Trimodal Prehabilitation Program Improves Functional Recovery in Colorectal Cancer Surgery: A Pilot Study

Chao Li, MD, Francesco Carli, MD MPhil, Patrick Charlebois, MD, Barry Stein, MD, Alexander S Liberman, MD, Berson Augustin, BSc, Pepa Kaneva, MSc, Ann Gamsa, PhD, Do J Kim, MSc, Gerald M Fried, MD, Melina C Vassiliou, MD MEd, Liane S Feldman, MD. McGill Unversity Health Centre


Introduction: Patients undergoing colorectal cancer resections are at risk for delayed recovery. Prehabilitation aims to enhance functional capacity preoperatively in order to better tolerate surgery and accelerate recovery. We previously demonstrated the limited impact of a prehabilitation program based on exercise alone. We therefore propose an expanded trimodal prehabilitation program that adds nutritional counseling, whey-protein supplementation and anxiety reduction strategies to a moderate aerobic and resistance exercise program. The purpose of this study was to estimate the impact of this trimodal program on recovery of functional exercise capacity compared to standard surgical care.

Methods: Between September 2010 and June 2011, 42 consecutive patients with colorectal cancer were enrolled in the trimodal prehabilitation program. The primary outcome was functional walking capacity as measured by the Six-minute walk test (6MWT) at baseline and preoperatively after the 4-week prehabilitation program, then at 4 and 8 weeks after surgery. Secondary outcomes included self-reported physical activity (CHAMPS questionnaire) and health-related quality of life (SF-36). Comparison was made to a similarly assessed cohort of 45 consecutive patients with colorectal cancer admitted between July 2009 and Sep 2010 receiving standard care. Patients in both groups followed an enhanced recovery program after surgery. Data are expressed as mean(SD) or median[IQR], and analyzed using χ2, Student’s t, and Wilcoxon’s rank-sum tests.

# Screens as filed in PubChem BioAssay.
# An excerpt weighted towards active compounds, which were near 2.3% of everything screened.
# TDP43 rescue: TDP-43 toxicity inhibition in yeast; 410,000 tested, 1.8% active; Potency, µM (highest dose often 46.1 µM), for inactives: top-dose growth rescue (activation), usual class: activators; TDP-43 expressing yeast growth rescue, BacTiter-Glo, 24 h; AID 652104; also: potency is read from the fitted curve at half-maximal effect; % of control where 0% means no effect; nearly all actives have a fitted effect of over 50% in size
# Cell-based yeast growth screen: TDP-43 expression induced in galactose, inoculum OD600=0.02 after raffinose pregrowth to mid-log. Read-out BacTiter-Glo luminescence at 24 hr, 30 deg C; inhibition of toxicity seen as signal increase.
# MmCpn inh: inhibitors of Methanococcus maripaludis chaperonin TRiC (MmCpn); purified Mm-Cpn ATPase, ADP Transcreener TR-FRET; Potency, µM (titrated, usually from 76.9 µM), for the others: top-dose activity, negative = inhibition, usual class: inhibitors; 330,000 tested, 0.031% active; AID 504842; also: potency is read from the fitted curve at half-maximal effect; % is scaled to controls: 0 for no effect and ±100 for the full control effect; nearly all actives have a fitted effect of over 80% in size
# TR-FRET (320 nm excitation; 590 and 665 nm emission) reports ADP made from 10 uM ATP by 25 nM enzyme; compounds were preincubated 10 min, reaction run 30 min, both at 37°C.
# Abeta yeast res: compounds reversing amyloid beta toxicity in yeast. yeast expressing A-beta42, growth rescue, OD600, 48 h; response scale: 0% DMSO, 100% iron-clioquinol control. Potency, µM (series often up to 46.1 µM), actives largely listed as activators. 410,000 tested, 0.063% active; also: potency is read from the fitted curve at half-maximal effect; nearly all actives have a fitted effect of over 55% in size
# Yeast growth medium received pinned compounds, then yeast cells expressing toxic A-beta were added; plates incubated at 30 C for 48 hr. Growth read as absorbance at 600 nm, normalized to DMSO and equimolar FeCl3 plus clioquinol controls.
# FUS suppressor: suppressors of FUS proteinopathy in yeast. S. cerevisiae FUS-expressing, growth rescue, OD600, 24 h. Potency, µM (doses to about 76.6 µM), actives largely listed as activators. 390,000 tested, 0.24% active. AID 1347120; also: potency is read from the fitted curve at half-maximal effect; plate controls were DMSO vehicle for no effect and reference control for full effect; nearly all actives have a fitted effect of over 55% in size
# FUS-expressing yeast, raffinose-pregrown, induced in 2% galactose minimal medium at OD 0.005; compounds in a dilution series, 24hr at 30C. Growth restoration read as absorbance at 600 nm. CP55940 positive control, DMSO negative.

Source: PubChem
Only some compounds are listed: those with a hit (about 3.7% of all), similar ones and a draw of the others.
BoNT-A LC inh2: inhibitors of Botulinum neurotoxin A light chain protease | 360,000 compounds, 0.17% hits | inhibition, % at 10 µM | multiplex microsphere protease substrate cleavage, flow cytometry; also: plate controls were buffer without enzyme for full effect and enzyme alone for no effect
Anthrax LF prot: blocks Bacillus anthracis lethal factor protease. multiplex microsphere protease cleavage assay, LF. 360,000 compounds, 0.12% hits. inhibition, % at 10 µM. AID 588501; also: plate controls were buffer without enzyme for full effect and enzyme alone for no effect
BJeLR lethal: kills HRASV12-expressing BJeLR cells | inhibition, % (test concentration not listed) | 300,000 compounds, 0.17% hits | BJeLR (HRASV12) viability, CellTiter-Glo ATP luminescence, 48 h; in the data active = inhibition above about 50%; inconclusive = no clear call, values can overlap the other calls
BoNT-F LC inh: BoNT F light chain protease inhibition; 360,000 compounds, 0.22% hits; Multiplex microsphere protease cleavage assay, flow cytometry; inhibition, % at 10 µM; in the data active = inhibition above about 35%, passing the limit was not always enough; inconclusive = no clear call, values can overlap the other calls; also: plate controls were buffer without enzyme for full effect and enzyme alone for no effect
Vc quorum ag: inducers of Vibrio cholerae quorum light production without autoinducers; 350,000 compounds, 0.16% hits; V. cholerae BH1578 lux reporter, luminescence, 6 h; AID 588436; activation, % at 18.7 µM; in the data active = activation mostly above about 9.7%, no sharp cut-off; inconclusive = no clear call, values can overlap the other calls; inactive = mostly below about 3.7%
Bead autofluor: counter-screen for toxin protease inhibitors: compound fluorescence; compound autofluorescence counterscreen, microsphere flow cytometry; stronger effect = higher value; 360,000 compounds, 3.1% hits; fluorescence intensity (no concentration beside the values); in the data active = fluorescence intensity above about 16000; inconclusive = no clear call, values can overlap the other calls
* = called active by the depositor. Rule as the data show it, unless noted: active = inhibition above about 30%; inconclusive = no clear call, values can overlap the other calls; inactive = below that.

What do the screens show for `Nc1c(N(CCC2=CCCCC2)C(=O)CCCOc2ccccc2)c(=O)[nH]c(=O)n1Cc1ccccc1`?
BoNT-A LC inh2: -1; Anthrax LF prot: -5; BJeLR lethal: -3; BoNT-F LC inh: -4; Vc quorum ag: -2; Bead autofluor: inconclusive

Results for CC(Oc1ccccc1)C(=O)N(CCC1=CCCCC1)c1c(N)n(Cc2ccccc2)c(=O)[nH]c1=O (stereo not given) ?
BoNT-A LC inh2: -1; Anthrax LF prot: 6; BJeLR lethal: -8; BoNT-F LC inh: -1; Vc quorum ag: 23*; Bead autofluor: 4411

The prehabilitation and control groups were comparable in age, gender, BMI and ASA class. More patients in the control group underwent laparoscopic colon resection (93% vs 81%). Complication rates (44% vs 36%) and length of stay (4[3-6]d vs 4[3-6]d) were not significantly different. During the prehabilitation period (median 33.5[21-45]d), functional walking capacity improved by 40(40) meters from a baseline value of 422(87)m to a preoperative value of 464(93)m. There was no difference between the baseline 6MWT in the prehabilitation group and the first value obtained in the control group immediately before surgery (422(87)m vs 402(57)m). Postoperatively, patients in the prehabilitation program had better functional walking capacity compared to control both at 4 weeks (408(112)m vs 356(71m), p=0.01) and 8 weeks (465(103)m vs 375(58)m, p<0.01). At 8 weeks, 75% of prehabilitated patients were improved from their baseline compared to 0% in the control group (p<0.01). The prehabilitation group also reported higher levels of physical activity (CHAMPS questionnaire, kcal/kg/week) preoperatively (32[19-75] vs 20[9-32], p<0.01), at 4 weeks (20[7-57] vs 3[0-7], p<0.01), and at 8 weeks (23[9-51] vs 7[0-17], p<0.01). There were no differences in SF-36 mental and physical component scores.

Conclusion: In this pilot project, a one-month trimodal prehabilitation program resulted in increases in functional walking capacity and self-reported physical activity in patients awaiting resection for colorectal cancer. Compared to a previously assessed control group, prehabilitation was associated with improved functional walking capacity preoperatively and substantial improvement in walking capacity after surgery. Moreover, increases in self-reported physical activity were maintained in the postoperative period. Prehabilitation may be a valuable component of an enhanced recovery program.

Session Number: PDIST – Posters of Distinction
Program Number: P001
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